1. Introduction

Entrepreneurship should be nothing new to Canadians. BC’s native peoples were trading goods up and down the West coast, and as far afield as Russia, long before contact with European culture. Business is the new way of hunting. The iPad and the cell phone have replaced the canoe, the club and the bow and arrow.” Chief Leonard George of the Tsleil-Waututh Nation at the Startup Canada Aboriginal Town Hall in North Vancouver, BC, Sept. 19, 2012

Entrepreneurs, and high-growth businesses are the engine of growth and the backbone of the Canadian economy – they create value and jobs that sustain our quality of life. There are more than 1 million small businesses in Canada that employ 48 percent of our total workforce, account for 25 percent of total exports, and provide 30 percent of our total GDP. Of those small businesses, 4.7 percent are classified as high-growth enterprises and are responsible for 45 percent of new job creation in Canada.

Yet there continues to be a fundamental lack of understanding in Canada as to who is driving the train of economic growth. It is not big business. It is not the public sector. Entrepreneurs, startups and high-growth businesses are the economic engines in Canada. They are not just elements of it; they are the heart of it.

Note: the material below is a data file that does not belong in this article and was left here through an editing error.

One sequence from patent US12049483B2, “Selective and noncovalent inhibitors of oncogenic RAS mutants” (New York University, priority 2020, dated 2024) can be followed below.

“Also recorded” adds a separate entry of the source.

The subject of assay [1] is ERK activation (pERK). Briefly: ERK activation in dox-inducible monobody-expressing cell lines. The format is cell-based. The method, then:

Even those who don’t understand how vital these entrepreneurs are benefit from their obsession and from their willingness to live such non-traditional lives. We need to create a Canada that understands entrepreneurs and comes to see them as value creators and nation builders – people who can take us beyond our resource-driven focus and capitalize on the human resources with which we can grow.

At the heart of the issue is culture. Entrepreneurial optimism, belief and investment in Canada are often showered with disbelief, mistrust and apathy. We need a cultural shift – a change at a fundamental level – in order to facilitate meaningful economic revival and the transition to higher levels of social and cultural achievement. Canadians need to break out of old habits and think differently to create a culture of belief and positivity that generates new opportunities.